Hand Gestures and a Driver’s License Photo: How I Got My Hair Cut in Korea

I love long hair. It looks so feminine and gives you so many styling options. I don’t, however, love long hair on me. Every now and then I grow my hair out and then I’m reminded of why it doesn’t suit me. It gets dry, flat, and clogs up my tub drain. When I set out on my trip around the world this fall, my hair was well past my shoulders. I blame the drugstore dye I had used in the spring for the especially dry, tangly nature of my hair this time. Rookie mistake.

Dealing with my fine hair in a new climate without my usual shampoo or styling tools was driving me to the brink of madness. One day I finally snapped and woke up thinking, “I have to get it chopped off today.” That would’ve been fine except… I was in Korea. Not only that, but I was in a small city in Korea. I don’t speak Korean.

I tried to Google for local salons but couldn’t really make heads or tails of the map results since the place names were all in Hangul. I did learn that you can spot a salon by the spinning barber shop style pole outside with a picture of a cartoon girl on it. If you see two striped spinning barber shop poles, keep walking. It’s not what you’re looking for. Trust me.

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My plan was to just walk around town and keep an eye out for the cartoon girl. As I was sitting in Dunkin Donuts having my breakfast I happened to look up through a window and bingo! Salon! Well, that was easy. I tentatively went inside and saw that there were two women working but no customers. Hmm… sketchy? I decided to go for it anyway since I only wanted a simple bob.

I pulled out my friend’s battered Korean phrasebook and awkwardly said “heokotu?” The two women seemed confused so I started miming cutting my hair using my fingers as scissors. Oddly enough I had been having a good hair day on the day I renewed my driver’s license so I pulled out the card and pointed to it as the example of the cut I wanted. They looked at the photo and back at me, still miming cutting hair with my finger scissors. Eventually they figured out what I wanted, smiled and said, “Ah! ok! ok!”

Now I was committed. Maybe I should’ve been committed instead. I just sat still with a small nervous smile plastered on my face while they draped me in a cape and started spritzing water on my head. I really hoped they wouldn’t butcher my hair. I got a bit nervous as more and more hair fell to the floor but it was too late to change my mind. In the end, it was a good cut, if a little shorter than I wanted and a bit blunt. No more tangles! My head felt so light.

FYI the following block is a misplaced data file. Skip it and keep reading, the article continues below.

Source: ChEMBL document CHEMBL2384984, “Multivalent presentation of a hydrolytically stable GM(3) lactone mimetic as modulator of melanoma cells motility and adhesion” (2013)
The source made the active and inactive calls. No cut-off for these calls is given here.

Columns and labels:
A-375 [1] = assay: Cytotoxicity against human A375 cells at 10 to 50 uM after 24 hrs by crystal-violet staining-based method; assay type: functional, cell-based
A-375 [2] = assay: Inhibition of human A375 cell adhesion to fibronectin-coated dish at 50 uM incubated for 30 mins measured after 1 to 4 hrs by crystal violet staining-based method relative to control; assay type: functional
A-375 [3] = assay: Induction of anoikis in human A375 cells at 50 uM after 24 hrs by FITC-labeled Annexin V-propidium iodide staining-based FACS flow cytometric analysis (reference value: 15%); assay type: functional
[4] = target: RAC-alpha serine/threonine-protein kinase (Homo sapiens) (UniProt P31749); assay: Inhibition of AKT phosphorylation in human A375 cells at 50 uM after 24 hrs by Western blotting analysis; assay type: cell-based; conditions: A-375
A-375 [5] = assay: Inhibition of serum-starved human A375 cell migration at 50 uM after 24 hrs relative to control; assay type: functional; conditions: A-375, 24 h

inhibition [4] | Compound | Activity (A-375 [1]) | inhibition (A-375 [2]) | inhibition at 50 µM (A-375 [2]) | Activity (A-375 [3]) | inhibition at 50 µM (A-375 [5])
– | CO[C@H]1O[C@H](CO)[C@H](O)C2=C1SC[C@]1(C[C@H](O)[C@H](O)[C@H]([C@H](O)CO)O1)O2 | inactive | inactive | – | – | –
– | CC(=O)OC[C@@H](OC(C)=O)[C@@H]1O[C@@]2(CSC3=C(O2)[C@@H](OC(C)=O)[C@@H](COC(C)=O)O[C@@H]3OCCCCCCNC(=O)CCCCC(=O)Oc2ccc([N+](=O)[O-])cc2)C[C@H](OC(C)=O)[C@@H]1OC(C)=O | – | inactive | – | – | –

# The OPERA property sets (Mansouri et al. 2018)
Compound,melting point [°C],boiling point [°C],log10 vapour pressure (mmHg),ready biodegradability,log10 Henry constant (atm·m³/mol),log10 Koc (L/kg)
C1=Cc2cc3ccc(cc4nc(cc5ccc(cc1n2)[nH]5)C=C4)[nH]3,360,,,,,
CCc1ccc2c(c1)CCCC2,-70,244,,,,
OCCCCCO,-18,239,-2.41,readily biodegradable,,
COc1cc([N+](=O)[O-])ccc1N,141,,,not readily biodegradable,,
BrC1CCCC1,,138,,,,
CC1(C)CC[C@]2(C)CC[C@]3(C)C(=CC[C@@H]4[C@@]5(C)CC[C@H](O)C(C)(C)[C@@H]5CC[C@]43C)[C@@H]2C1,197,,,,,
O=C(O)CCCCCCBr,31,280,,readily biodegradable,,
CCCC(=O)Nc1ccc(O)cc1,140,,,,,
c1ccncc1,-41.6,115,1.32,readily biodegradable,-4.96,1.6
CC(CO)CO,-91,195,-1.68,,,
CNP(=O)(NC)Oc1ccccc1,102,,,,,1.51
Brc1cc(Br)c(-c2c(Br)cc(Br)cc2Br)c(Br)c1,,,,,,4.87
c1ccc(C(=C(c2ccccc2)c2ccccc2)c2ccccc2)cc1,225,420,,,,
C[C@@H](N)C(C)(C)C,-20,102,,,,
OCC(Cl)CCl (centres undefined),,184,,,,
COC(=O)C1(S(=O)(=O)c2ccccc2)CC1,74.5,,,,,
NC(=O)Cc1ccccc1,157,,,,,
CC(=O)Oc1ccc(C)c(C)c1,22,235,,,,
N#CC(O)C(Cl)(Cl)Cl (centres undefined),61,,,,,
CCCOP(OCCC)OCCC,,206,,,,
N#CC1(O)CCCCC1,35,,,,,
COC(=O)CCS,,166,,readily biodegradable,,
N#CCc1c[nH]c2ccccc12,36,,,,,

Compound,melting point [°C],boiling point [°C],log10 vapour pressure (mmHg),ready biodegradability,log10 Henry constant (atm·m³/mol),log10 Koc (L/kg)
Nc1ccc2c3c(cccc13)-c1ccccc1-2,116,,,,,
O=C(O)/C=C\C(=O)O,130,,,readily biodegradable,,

I had neglected to find out how much they charged before I sat down so I was really pleased when one girl rang me up and the total was 10,000W (about $9.30 CAD). This cut lacked some of the finesse and layering that my guy back home does but it was also about $50 cheaper. I bounced out of there, swinging my hair with a big grin on my face. I felt sassy.

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It was a small thing but I was so proud of myself for managing such a pedestrian task despite the language barrier. Sometimes it’s the small victories that matter when you’re traveling abroad. If I can get my hair cut in a Korean salon with no English, I can do anything!

I think the best advice I could give for someone else in the same situation is to have a photo of you with the style and length that you want. Next time you get a haircut that you like, take a few photos from different angles and store them in your phone. That way you’ll have a reference if you’re in need of a trim while overseas.

Melissa Hogan is a web designer by trade, a one-time amateur bellydancer, a shoe lover and a travel junkie. The travel bug has only hit her hard in recent years but she’s attempting to make the most of it while still working 9-5 and making St. John’s, NL Canada her homebase. Melissa blogs at www.suitcaseandheels.com, tweets as @avalonmel and does all things Facebook at https://www.facebook.com/SuitcaseAndHeels

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